3 Ways to Make Global Hiring a Reality for Your Small Business 

7 Min Read

Whether your business is struggling or booming, it’s always a good idea to see where you can make improvements. Ensuring you’re operating efficiently and getting the best ROI on your spending should be a priority. But which expenses should you analyze first? For many companies, the cost of labor will likely be one of the top items every year.

If you’re spending more on contractors and employees than the industry average for a company your size, dig a little deeper. Is there a staffing shortage in your area? Do you operate in a region that has a very high cost of living? If you answer “yes” to either of those questions, you might consider taking your talent search worldwide. Here are three ways to prepare your business for global hiring.

1. Research the Legalities

With international hiring, the potential for value is definitely there. You can reach a much bigger applicant pool and potentially cut down on overhead costs. However, hiring abroad does present some hurdles. You cannot hire employees from another country using the same process as you would for local applicants. Legally, you are not allowed to hire a foreign citizen unless your business has a physical presence in the country of hire.

So does that mean that you need to establish a brick-and-mortar location in every country you might hire from? Thankfully, no. To get around the requirement of maintaining an international business entity, you can instead engage an employer of record. An EOR will set up locations in a variety of countries and can hire employees on your behalf.

Naturally, you will need to make sure your third-party provider has a presence in the countries you’re interested in hiring from. There are 195 countries in the world, and it is unlikely any EOR has legal entities in every single one of them!

If you hire contractors instead of employees, you are more likely to be able to engage with those individuals directly. However, you’ll need to make sure the worker qualifies as a contractor rather than an employee. Typically, this hinges on the degree of independence the contractor has in their work. If the law decrees an employee was misclassified as a contractor, it could result in stiff penalties and fines. Regulations on contractor classification also vary by country, so do your due diligence on the applicable laws.

2. Update Your Technology

Hiring remote workers abroad means that you’ll need to rely on efficient and stable technology for business tasks. Ideally, your computer programs should be in the cloud to enable easier communication and sharing of information. Cloud-based software also makes it simple to allow and restrict access as employees onboard or offboard.

If you’re not using cloud-based programs, you’ll at least need to make sure to have a secure way to transfer information. Sending sensitive data via unsecured email is risky. Not only is the information at risk of being intercepted, but it’s easier to have multiple copies of data zipping around. That can lead to confusion as to which version is the most current.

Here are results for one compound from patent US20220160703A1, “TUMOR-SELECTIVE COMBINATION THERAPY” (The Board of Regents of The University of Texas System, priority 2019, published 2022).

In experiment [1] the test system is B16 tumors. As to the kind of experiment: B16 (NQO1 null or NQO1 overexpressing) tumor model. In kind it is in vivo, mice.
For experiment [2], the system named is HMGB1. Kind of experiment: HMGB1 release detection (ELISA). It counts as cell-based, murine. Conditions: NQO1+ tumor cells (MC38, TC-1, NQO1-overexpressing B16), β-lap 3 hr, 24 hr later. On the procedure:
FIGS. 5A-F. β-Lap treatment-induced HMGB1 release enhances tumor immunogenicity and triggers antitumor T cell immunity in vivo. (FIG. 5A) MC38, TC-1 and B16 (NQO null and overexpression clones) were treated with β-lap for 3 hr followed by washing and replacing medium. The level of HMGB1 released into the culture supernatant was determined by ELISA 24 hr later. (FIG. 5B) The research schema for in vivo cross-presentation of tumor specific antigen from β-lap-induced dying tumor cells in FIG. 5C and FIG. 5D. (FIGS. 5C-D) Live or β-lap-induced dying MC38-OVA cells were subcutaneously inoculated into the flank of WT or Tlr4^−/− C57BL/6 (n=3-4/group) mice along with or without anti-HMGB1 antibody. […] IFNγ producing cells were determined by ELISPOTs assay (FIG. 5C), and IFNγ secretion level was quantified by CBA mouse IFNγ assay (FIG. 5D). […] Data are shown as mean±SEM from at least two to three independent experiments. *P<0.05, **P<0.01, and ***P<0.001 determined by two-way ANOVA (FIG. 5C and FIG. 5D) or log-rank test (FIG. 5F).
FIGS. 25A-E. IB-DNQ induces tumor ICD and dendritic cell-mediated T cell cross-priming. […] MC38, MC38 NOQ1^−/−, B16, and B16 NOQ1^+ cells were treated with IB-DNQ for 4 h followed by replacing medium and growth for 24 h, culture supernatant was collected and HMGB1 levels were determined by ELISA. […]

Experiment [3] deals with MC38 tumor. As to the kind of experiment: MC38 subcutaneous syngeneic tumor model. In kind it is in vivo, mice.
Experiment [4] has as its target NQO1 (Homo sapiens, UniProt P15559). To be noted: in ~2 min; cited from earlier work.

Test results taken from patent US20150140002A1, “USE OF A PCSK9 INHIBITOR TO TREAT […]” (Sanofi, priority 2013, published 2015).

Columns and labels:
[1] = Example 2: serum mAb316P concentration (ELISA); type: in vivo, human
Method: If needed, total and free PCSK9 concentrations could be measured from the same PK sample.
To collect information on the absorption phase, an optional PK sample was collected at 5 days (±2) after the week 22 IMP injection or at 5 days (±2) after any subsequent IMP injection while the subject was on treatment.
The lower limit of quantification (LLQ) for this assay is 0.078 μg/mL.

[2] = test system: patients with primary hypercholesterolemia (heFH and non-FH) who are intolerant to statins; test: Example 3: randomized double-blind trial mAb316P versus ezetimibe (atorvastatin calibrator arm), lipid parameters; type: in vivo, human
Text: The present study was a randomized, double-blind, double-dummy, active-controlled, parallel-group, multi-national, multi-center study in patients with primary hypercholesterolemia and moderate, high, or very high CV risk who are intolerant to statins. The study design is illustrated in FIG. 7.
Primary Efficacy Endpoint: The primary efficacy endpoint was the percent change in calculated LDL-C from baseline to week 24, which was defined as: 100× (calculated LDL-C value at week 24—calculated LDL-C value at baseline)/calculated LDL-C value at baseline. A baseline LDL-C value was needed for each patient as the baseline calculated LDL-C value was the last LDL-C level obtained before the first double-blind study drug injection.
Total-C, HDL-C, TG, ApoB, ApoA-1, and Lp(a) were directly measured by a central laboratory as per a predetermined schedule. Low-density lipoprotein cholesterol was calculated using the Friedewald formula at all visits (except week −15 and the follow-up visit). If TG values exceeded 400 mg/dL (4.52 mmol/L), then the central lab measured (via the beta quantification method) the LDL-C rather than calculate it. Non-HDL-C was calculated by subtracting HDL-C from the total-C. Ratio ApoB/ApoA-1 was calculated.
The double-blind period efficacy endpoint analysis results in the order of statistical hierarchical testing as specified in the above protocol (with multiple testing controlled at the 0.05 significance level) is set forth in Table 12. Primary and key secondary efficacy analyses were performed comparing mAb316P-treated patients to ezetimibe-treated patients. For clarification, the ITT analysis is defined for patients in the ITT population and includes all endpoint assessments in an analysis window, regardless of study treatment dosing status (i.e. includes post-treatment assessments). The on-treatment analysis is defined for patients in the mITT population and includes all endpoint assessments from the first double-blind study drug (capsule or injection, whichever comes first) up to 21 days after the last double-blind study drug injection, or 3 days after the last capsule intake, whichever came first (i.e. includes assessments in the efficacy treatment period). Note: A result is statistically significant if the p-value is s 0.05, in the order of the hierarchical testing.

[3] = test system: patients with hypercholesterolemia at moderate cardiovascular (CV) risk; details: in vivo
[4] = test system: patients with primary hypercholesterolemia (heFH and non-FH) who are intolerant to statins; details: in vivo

So take stock of your current setup and see whether different software or processes could increase security or efficiency. Getting those processes upgraded to allow for international hires might even increase the efficiency of your local workers.

3. Reassess Regularly

If you take the plunge and engage with international employees or contractors, you’ll want to make sure the decision pays off. At least once a year, run the numbers to make sure the balance of expense and work accomplished is beneficial to your company. If international hiring hasn’t provided financial benefits that are sufficient to justify the endeavor, you might discontinue — or at least pause — the initiative.

If global hiring has proven effective, you’ll still want to regularly assess whether the countries you’re hiring from are the best choices. There are numerous reasons to do so. Certain countries require minimum pay that may not justify hiring employees there. Or you might need to find workers from a country with better mastery of the English language. Finally, your EOR may add new countries to its roster, presenting additional opportunities.

Aim to get your international workers on the same review schedule as your local employees. Just because you don’t see them in the office regularly doesn’t mean you can just forgo regular performance analysis. You’ll want to check in with any local team members your global hires interact with to ensure their work is being completed satisfactorily. Providing international employees feedback and assessing their performance gives them the ability to do their jobs better.

Alternatively, if your global team members are underperforming, you’ll notice it much sooner if you check in regularly. If you don’t catch errors and omissions until major consequences get brought to your attention, your review processes need to be updated.

Check Out Global Talent Options

Part of building or maintaining a business is keeping an eye out for opportunities. If international hiring might provide the opportunity to cut expenses or increase efficiency, investigate whether it could benefit your company. With the availability of modern third-party administrators and tech advancements, the world’s workforce has become more accessible.

So whether you want to open up your applicant pool or just cut some overhead costs, remote hiring is something to consider. Putting global hiring into practice might just be easier than you think.

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Becca Williams is a writer, editor, and small business owner. She writes a column for Smallbiztechnology.com and many more major media outlets.